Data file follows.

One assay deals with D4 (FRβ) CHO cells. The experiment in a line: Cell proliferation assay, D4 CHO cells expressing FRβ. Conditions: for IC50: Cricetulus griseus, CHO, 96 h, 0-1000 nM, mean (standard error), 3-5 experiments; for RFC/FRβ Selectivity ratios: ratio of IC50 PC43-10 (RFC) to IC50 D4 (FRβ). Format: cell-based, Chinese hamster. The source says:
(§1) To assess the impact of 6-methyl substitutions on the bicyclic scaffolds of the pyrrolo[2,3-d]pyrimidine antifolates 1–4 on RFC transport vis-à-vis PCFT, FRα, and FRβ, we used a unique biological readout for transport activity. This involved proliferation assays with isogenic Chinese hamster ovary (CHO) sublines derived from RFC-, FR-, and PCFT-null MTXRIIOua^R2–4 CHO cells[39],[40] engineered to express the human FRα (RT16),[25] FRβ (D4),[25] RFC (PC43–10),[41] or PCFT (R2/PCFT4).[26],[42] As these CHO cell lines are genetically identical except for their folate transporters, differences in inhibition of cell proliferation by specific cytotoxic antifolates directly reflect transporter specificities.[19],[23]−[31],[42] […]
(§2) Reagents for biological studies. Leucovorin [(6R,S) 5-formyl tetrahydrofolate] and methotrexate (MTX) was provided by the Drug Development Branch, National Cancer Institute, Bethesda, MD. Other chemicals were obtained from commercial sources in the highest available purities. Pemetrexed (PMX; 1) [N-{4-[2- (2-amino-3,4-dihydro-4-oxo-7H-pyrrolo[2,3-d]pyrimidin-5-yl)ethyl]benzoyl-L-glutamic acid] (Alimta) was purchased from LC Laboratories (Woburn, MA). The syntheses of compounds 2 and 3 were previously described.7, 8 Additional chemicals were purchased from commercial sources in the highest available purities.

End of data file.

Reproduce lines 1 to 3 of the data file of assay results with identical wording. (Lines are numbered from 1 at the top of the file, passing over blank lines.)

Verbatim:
One assay deals with D4 (FRβ) CHO cells. The experiment in a line: Cell proliferation assay, D4 CHO cells expressing FRβ. Conditions: for IC50: Cricetulus griseus, CHO, 96 h, 0-1000 nM, mean (standard error), 3-5 experiments; for RFC/FRβ Selectivity ratios: ratio of IC50 PC43-10 (RFC) to IC50 D4 (FRβ). Format: cell-based, Chinese hamster. The source says:
(§1) To assess the impact of 6-methyl substitutions on the bicyclic scaffolds of the pyrrolo[2,3-d]pyrimidine antifolates 1–4 on RFC transport vis-à-vis PCFT, FRα, and FRβ, we used a unique biological readout for transport activity. This involved proliferation assays with isogenic Chinese hamster ovary (CHO) sublines derived from RFC-, FR-, and PCFT-null MTXRIIOua^R2–4 CHO cells[39],[40] engineered to express the human FRα (RT16),[25] FRβ (D4),[25] RFC (PC43–10),[41] or PCFT (R2/PCFT4).[26],[42] As these CHO cell lines are genetically identical except for their folate transporters, differences in inhibition of cell proliferation by specific cytotoxic antifolates directly reflect transporter specificities.[19],[23]−[31],[42] […]
(§2) Reagents for biological studies. Leucovorin [(6R,S) 5-formyl tetrahydrofolate] and methotrexate (MTX) was provided by the Drug Development Branch, National Cancer Institute, Bethesda, MD. Other chemicals were obtained from commercial sources in the highest available purities. Pemetrexed (PMX; 1) [N-{4-[2- (2-amino-3,4-dihydro-4-oxo-7H-pyrrolo[2,3-d]pyrimidin-5-yl)ethyl]benzoyl-L-glutamic acid] (Alimta) was purchased from LC Laboratories (Woburn, MA). The syntheses of compounds 2 and 3 were previously described.7, 8 Additional chemicals were purchased from commercial sources in the highest available purities.